Via a long string of mid-’70s hits including “Peaceful Easy Feeling,” “Desperado,” “Tequila Sunrise,” “Best of My Love” (No. 1, March 1975) “Witchy Woman,” the funkier “One of These Nights” (No. 1, August 1975) and the harder-edged “Already Gone” (many written by bandmembers in collaboration with Souther), the Eagles became the standard-bearers — and Asylum became the epicenter — of the California soft-rock explosion. Guitarist Don Felder filled out the band’s sound in 1974, and after Leadon left the following year, guitarist Joe Walsh joined, beefing up the band’s sound and lifting them to even greater heights with the 1976 Hotel California album, which spawned No. 1 singles with the title track and Frey’s “New Kid in Town,” possibly his defining song. Along with Fleetwood Mac’s Rumours, those albums defined the denim, drugs and decadence of the jet-setting late ’70s California rock scene.
But drugs, egos and success soon took their toll, and it was some three years before the Eagles released a follow-up album with The Long Run. Spurred by the Hot 100 No. 1 single “Heartache Tonight,” the effort was a commercial success — and helped bring the music industry out of a post-disco sales tailspin — but the band succumbed to infighting and split in 1980.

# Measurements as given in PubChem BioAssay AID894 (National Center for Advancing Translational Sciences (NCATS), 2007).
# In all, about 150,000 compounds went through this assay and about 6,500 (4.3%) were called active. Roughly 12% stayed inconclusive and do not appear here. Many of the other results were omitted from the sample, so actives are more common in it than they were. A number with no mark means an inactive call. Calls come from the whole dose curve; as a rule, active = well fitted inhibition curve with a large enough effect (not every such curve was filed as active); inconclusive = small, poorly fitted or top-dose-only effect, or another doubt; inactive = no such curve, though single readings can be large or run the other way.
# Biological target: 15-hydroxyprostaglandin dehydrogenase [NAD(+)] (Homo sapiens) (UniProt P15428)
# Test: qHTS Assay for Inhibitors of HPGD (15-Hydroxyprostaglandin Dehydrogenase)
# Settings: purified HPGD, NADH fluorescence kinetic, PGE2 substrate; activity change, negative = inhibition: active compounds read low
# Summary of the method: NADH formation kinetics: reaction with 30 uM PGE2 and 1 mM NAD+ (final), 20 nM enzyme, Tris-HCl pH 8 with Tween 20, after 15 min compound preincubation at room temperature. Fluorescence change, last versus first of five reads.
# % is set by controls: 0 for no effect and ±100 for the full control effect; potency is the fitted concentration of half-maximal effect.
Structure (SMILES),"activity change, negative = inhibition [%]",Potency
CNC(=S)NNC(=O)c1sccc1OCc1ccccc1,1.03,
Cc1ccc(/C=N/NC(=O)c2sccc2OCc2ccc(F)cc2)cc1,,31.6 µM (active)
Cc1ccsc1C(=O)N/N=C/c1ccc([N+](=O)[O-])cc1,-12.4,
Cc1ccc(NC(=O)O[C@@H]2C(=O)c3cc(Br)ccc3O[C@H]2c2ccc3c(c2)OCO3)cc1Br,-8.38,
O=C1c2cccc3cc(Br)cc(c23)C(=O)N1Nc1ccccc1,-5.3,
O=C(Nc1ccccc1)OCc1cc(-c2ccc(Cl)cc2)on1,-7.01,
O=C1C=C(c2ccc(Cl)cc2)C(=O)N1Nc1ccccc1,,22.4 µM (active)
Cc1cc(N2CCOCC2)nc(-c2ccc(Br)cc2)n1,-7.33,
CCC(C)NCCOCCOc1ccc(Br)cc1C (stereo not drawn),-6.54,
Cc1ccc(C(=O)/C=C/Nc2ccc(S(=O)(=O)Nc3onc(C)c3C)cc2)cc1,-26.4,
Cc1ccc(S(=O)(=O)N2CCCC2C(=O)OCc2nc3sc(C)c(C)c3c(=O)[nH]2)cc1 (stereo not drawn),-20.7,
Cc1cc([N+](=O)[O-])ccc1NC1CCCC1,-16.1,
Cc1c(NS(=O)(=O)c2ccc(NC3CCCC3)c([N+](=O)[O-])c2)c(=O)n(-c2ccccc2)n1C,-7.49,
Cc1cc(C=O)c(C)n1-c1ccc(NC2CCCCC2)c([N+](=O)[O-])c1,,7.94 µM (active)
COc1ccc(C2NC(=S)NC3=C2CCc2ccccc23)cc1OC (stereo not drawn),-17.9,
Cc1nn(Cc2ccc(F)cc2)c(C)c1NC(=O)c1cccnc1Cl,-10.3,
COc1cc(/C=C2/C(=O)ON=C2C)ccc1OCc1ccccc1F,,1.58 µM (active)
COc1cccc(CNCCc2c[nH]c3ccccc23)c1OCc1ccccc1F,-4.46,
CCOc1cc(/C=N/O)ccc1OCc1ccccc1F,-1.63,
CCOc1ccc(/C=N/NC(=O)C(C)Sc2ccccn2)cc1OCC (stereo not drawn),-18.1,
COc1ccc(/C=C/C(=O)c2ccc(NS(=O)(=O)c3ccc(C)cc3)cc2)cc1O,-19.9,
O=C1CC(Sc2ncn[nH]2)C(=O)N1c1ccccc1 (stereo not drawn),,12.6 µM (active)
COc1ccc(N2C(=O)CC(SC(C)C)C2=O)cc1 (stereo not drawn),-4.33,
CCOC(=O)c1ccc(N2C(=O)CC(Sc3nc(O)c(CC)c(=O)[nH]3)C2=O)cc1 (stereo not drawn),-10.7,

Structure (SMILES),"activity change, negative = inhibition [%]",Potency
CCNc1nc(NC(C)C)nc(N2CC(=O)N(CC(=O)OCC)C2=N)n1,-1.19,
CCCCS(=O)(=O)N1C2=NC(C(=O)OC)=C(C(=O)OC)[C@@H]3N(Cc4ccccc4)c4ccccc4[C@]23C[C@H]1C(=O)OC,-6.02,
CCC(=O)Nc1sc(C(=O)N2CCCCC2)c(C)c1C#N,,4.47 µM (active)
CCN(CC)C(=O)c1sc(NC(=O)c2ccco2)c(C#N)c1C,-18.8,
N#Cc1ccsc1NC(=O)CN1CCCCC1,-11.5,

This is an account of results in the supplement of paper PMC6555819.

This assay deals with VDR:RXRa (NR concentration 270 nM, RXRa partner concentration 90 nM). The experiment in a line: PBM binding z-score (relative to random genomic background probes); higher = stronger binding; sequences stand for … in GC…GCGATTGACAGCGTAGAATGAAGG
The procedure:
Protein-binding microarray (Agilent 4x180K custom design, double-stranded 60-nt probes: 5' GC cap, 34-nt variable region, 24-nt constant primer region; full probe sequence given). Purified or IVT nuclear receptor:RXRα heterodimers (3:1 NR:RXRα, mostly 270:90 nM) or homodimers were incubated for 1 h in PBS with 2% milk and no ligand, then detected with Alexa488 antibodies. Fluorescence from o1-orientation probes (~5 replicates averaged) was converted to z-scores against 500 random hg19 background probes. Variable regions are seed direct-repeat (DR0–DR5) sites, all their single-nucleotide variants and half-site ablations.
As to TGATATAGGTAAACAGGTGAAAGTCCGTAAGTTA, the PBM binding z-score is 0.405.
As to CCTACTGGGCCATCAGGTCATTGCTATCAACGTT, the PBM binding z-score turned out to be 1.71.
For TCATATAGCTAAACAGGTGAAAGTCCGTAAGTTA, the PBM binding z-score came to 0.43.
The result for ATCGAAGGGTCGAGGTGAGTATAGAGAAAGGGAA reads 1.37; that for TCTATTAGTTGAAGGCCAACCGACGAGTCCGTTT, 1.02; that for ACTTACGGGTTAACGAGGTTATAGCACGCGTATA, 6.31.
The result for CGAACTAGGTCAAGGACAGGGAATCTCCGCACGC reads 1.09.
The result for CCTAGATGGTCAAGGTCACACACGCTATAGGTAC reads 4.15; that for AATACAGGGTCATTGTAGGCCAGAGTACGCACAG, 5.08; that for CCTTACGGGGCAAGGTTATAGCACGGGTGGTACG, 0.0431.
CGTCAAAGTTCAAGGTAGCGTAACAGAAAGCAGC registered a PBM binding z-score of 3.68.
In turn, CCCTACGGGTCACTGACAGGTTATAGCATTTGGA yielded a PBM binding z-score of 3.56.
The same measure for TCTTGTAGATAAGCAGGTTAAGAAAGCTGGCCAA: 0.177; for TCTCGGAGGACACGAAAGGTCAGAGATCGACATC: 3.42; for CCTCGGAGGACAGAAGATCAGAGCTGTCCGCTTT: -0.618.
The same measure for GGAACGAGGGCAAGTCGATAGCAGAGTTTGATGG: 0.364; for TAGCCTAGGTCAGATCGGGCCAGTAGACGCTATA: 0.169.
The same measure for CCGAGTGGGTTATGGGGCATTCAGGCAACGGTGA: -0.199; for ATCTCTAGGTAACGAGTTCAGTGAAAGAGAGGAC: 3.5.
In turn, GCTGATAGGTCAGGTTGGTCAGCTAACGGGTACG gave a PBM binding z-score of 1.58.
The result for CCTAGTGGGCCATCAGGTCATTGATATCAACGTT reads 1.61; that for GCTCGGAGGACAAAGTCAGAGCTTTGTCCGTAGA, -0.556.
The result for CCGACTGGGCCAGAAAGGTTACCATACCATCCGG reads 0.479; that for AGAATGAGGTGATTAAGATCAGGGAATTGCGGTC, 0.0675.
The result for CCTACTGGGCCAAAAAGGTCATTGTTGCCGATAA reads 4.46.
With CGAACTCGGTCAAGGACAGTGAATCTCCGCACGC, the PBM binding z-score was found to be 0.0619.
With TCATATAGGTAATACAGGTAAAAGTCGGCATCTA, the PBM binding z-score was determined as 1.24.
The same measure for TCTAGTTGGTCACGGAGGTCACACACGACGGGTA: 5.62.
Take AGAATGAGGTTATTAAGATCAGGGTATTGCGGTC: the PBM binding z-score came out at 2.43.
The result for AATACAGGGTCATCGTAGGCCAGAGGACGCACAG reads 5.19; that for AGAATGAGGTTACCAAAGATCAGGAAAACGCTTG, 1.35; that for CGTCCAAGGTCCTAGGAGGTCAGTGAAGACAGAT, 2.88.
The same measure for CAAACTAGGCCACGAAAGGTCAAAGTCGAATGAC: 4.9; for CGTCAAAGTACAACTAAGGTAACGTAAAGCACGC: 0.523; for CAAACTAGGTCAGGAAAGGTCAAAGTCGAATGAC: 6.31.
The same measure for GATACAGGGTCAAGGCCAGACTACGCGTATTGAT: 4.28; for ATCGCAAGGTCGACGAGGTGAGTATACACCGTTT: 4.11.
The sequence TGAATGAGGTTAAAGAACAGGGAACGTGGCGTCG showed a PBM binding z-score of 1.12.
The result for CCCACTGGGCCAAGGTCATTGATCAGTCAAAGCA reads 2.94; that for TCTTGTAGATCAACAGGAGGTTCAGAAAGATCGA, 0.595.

Frey embarked on a successful solo career, enjoying a series of ’80s hits, the biggest of which were tied to the soundtracks of Beverly Hills Cop (“The Heat Is On”) and Miami Vice (“You Belong to the City”).
But the Eagles’ solo hits began to dry up in the 1990s, and before long a reunion tour was masterminded by Azoff, the group’s longtime manager. The tour’s title mocked the acrimony with which the band split up: “Hell Freezes Over.” The group continued to tour periodically — and lucratively — over the past two decades, releasing just scattered new material and focusing on solo works. In 2012, Frey released his first solo album since the 1990s, a collection of pop standards called After Hours.
While the Eagles were reviled as much as they were revered during their heyday, there’s no questioning the enduring quality of their hits or the freshness of their sound, particularly the keening harmonies of Henley, Frey and Meisner. But more lasting may be its success: For years the group’s 1976 collection Their Greatest Hits 1971-75 regularly swapped places with Michael Jackson’s Thriller as the top-selling album of all time and has been certified a whopping 29 times platinum by the RIAA.
Discussing the superb 2013 documentary History of the Eagles, Part 1 with Billboard, Frey said: “You couldn’t have asked for a better script for a bunch of guys in their 20s trying to make it into the music business. We were young, we made mistakes, we still make mistakes. It’s the story of an American band, but it’s also the story of the songs we wrote and what those songs did to [people]. We’re here because everybody likes the songs.”